But friendship can, in the view of the reporter, exist only among contemporaries. But here, there were older people, and even strangers! See, what criminals! Do not dare to assemble, Lithuanians, if you are not members of the same family, and if you (oh, horrors!) are possibly united not by family relationship, not by age, not profession, but by that cross of Christ hanging on the wall. So what if He is the inspiration for your sobriety, your song and your pure, youthful enjoyment! So what if He is the source of your respect for your parents, your bond with them? Don't you dare, and if you nevertheless are un­afraid, waiting for you are raids and interrogations, similar to the one described in Makniūnai. And what if we applied this rule set by the writer for celebrating birthdays: only family members, only contemporaries, no one younger than the youth, no strangers ~ to evenings at the House of Culture or to those sadly notorius dates with soldiers which the schools arranged under the pretext of "in­ternational education"?

As we see, there is a double standard, and that difference separates our public into two halves treated unequally, not limiting itself to the surface - the driving away of guests at the birthday party.

This year in Jaunimo gratos (Ranks of Youth) nos. 1 and 2, there was a deeper look into the life of Lithuanian punks - from their dyed hair and rivet-studded jackets to their philosophizing and formulas on how to get high on "chemicals" cheaper than liquor. Here, you see, is a social problem of global proportions! And where did all this come from? And why are they like that? But has even one news item in the press mentioned that in Lithuania there are thousands of Catholic youngsters who are living according to positive values, who know how to have a good time without liquor, treasure the folk-songs men­tioned in the article, take an interest in the nation's cultural heritage and guard it, know how to love chastely and establish close-knit, happy families? Has even one sociologist, even one official publication shown any interest in how they got that way, what sources in people give rise to such qualities when the environ­ment is openly amoral and hostile?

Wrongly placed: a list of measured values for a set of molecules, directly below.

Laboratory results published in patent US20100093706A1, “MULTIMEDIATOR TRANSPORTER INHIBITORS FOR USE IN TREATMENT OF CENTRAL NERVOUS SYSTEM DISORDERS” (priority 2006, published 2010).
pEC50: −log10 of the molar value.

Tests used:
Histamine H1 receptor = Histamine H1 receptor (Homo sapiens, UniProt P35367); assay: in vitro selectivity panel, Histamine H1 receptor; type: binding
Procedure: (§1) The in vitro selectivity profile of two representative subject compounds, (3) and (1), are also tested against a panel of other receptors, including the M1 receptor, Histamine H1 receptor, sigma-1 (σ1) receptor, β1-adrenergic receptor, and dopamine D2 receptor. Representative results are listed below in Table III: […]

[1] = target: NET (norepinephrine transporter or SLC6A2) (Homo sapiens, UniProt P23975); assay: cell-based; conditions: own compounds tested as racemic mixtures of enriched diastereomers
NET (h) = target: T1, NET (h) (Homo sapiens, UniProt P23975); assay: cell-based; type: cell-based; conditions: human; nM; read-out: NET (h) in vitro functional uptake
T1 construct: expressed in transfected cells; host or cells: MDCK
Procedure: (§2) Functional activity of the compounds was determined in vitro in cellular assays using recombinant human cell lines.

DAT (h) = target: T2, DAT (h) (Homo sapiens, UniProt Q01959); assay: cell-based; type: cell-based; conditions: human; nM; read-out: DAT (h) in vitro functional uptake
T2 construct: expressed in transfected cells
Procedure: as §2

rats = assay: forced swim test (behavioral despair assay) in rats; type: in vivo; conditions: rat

No, how can it be? We have a long way to go to the punks, and if anyone takes an interest in us, it will probably be the KGB or participants in a similar raid.

Of course, we do not desire praise from the government. We live this way not for them, but for God. And yet, long ago, we noticed the similarities between vocal viewpoints: a foreign profanity written on the wall flaunts itself for years on a central street, and it does not bother anyone. But let anyone in­scribe "Freedom for religion! Freedom for political prisoners!" that same night not only the surface cement but the bricks will be removed.

On account of these clear differences in treating the problem, one must admit: the Gražulis', in writing their petition (what is the correspondent so angry about), "that believers are persecuted", "terrorized", "where is freedom of conscience?", and not for nothing, it seems, is there so much unease in the eyes of the little school children being interrogated, which Miss Svirbutavičiūtė says she noticed. Miss Svirbutaviči ends her article with praise for a boy very characteristic in atheistic pedagogy, who: "Is a man, since urged by his grandmother to go to church, he jumps out the window." And further, "The children choose their road. Let them pick it independently. Let them choose truths without sidetracks."

Yes, Miss Svirbutavičiūtė, the children you describe have chosen their way - as you yourself noticed - without alcohol, with Lithuanian song, under the supervision of parents. To you and to participants in the raid, it seemed uneven with sidetracks. You suggest they pick another. However, the Tightness of that road - "right through the window" - which you so blithely sug­gest, is doubtful.

And now that we have gotten on the subject of paths, let me finish with the last reel of that fine film by Tengiz Abuladzhe You remember: A lit­tle old lady limps over to the heroine and asks whether this road goes to the shrine. She receives the reply that this is a street named after the dictator who tore down the shrine and it does not lead to any shrine. The little old lady ex­claims in surprise: "Then why is such a road which does not lead to the shrine needed in general?"